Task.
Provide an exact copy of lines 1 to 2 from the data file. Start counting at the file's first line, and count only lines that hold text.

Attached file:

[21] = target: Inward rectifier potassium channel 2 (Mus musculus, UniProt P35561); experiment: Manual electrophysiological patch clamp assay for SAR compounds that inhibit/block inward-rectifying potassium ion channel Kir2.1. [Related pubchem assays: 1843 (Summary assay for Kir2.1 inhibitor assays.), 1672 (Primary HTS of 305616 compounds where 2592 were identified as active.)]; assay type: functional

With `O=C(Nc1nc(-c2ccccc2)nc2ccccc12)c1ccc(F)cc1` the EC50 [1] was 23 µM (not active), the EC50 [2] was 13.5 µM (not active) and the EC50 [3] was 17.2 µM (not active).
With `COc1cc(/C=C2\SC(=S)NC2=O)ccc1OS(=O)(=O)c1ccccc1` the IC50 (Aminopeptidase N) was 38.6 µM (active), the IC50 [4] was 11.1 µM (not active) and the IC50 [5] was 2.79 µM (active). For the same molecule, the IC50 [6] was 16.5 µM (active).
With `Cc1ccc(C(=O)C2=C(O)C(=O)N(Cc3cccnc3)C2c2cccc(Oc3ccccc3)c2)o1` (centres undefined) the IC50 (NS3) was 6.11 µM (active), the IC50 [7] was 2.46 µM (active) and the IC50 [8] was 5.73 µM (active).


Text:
[21] = target: Inward rectifier potassium channel 2 (Mus musculus, UniProt P35561); experiment: Manual electrophysiological patch clamp assay for SAR compounds that inhibit/block inward-rectifying potassium ion channel Kir2.1. [Related pubchem assays: 1843 (Summary assay for Kir2.1 inhibitor assays.), 1672 (Primary HTS of 305616 compounds where 2592 were identified as active.)]; assay type: functional

With `O=C(Nc1nc(-c2ccccc2)nc2ccccc12)c1ccc(F)cc1` the EC50 [1] was 23 µM (not active), the EC50 [2] was 13.5 µM (not active) and the EC50 [3] was 17.2 µM (not active).